network of American football teams, which we load from the
:mod:`~graph_tool.collection` module:

.. testsetup:: football

   import os
   try:
      os.chdir("demos/inference")
   except FileNotFoundError:
       pass
Tiago Peixoto's avatar
Tiago Peixoto committed
249
   gt.seed_rng(7)
250
251
252
253
254
255
256
257
258
259
260
261

.. testcode:: football

   g = gt.collection.data["football"]
   print(g)

which yields

.. testoutput:: football

   <Graph object, undirected, with 115 vertices and 613 edges at 0x...>

Tiago Peixoto's avatar
Tiago Peixoto committed
262
we then fit the degree-corrected model by calling
263
264
265

.. testcode:: football

Tiago Peixoto's avatar
Tiago Peixoto committed
266
   state = gt.minimize_blockmodel_dl(g)
267
268
269
270
271
272
273

This returns a :class:`~graph_tool.inference.BlockState` object that
includes the inference results.

.. note::

   The inference algorithm used is stochastic by nature, and may return
Tiago Peixoto's avatar
Tiago Peixoto committed
274
275
276
277
   a different answer each time it is run. This may be due to the fact
   that there are alternative partitions with similar probabilities, or
   that the optimum is difficult to find. Note that the inference
   problem here is, in general, `NP-Hard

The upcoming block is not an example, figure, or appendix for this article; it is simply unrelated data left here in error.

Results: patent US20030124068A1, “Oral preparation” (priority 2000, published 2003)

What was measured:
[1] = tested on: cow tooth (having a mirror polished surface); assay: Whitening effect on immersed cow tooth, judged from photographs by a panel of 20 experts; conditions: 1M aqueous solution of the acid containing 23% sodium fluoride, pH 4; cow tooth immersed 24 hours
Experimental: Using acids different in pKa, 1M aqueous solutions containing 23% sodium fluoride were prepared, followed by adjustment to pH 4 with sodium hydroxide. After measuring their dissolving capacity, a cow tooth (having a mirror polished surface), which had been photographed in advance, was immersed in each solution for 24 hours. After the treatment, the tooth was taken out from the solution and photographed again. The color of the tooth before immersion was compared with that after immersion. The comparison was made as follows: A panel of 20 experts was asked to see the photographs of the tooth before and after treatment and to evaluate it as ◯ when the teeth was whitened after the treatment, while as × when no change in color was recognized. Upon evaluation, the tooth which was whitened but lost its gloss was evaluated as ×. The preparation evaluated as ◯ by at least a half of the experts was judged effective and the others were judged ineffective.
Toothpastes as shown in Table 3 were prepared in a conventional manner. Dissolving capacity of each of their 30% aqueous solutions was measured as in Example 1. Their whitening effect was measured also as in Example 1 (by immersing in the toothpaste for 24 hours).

278
279
280
281
282
   <https://en.wikipedia.org/wiki/NP-hardness>`_, hence there is no
   efficient algorithm that is guaranteed to always find the best
   answer.

   Because of this, typically one would call the algorithm many times,
Tiago Peixoto's avatar
Tiago Peixoto committed
283
   and select the partition with the largest posterior probability of
284
285
286
   Eq. :eq:`model-posterior`, or equivalently, the minimum description
   length of Eq. :eq:`model-dl`. The description length of a fit can be
   obtained with the :meth:`~graph_tool.inference.BlockState.entropy`
Tiago Peixoto's avatar
Tiago Peixoto committed
287
   method. See also Sec. :ref:`sec_model_selection` below.
288
289
290
291
292
293
294
295
296
297
298
299
300
301
302
303
304
305
306
307
308
309
310
311
312
313
314
315
316
317
318
319
320
321


We may perform a drawing of the partition obtained via the
:mod:`~graph_tool.inference.BlockState.draw` method, that functions as a
convenience wrapper to the :func:`~graph_tool.draw.graph_draw` function

.. testcode:: football

   state.draw(pos=g.vp.pos, output="football-sbm-fit.svg")

which yields the following image.

.. figure:: football-sbm-fit.*
   :align: center
   :width: 400px

   Stochastic block model inference of a network of American college
   football teams. The colors correspond to inferred group membership of
   the nodes.

We can obtain the group memberships as a
:class:`~graph_tool.PropertyMap` on the vertices via the
:mod:`~graph_tool.inference.BlockState.get_blocks` method:

.. testcode:: football

   b = state.get_blocks()
   r = b[10]   # group membership of vertex 10
   print(r)